if with this condition of uniform temperature, the vapour from observation. Saussure, it may be added, entertained
already existing in the air be below the maximum which the same opinion. Whoever has attended experimen-
that temperature admits, the evaporating process must at tally to the subject of evaporation, must have been fre-
once commence, and the water in the vessel being only as quently struck with the anomalous nature of the results
a point when compared with the whole extent of the air to which the same course of experiments has disclosed. A
which it is exposed, will at length be entirely dispersed, sudden gleam of the Sun immediately quickens the eva-
and that without sensibly increasing the tension of the porating power, and any alteration of wind will like-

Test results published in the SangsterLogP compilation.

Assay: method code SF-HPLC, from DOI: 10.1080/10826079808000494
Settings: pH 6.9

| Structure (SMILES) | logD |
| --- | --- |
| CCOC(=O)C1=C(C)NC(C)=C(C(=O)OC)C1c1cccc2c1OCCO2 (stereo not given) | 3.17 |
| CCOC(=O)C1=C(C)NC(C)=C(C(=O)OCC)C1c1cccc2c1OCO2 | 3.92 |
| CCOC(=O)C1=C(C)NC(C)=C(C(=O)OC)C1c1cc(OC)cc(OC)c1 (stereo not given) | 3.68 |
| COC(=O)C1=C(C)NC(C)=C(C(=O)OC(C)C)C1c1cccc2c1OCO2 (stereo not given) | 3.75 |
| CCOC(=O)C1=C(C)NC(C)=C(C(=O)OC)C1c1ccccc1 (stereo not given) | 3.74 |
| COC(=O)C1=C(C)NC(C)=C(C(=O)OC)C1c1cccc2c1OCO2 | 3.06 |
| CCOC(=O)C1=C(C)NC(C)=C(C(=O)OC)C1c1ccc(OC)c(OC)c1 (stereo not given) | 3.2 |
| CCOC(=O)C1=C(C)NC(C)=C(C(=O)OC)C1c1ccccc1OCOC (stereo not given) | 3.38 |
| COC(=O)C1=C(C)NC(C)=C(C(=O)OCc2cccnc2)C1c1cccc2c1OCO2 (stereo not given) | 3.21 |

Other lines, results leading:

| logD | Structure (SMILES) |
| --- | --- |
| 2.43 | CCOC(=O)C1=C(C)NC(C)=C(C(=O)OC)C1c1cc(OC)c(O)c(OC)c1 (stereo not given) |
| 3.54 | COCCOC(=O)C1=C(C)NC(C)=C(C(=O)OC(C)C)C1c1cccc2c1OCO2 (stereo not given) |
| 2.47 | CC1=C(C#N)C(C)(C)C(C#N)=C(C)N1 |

vapour already existing in it. This vapour, indeed, can wise modify the course of the results.
have no other effect than to modify the rate of evapora- (485.) It is necessary, however, to limit the assertion
tion, and which will be more and more rapid as the air to vessels whose differences of surface are not infinitely
happens to be nearer a state of complete dryness. great, and whose local conditions are entirely the same.

(453.) To simplify the subject, we have supposed the À surface of water contained in a vessel of finite dimen-
temperature uniform throughout the whole extent of the sions, and placed in the midst of an open and arid plain,
atmosphere, but such a supposition, as we have before must necessarily undergo a more copious evaporation
seen, is far from representing its actual condition. In- than if placed in the midst of a great lake, under similar
equalities of temperature exist on every side, and the circumstance of heat, of the sky, and of the wind. The
unequal distribution of heat will at once produce its reason, also, will be apparent when we consider that the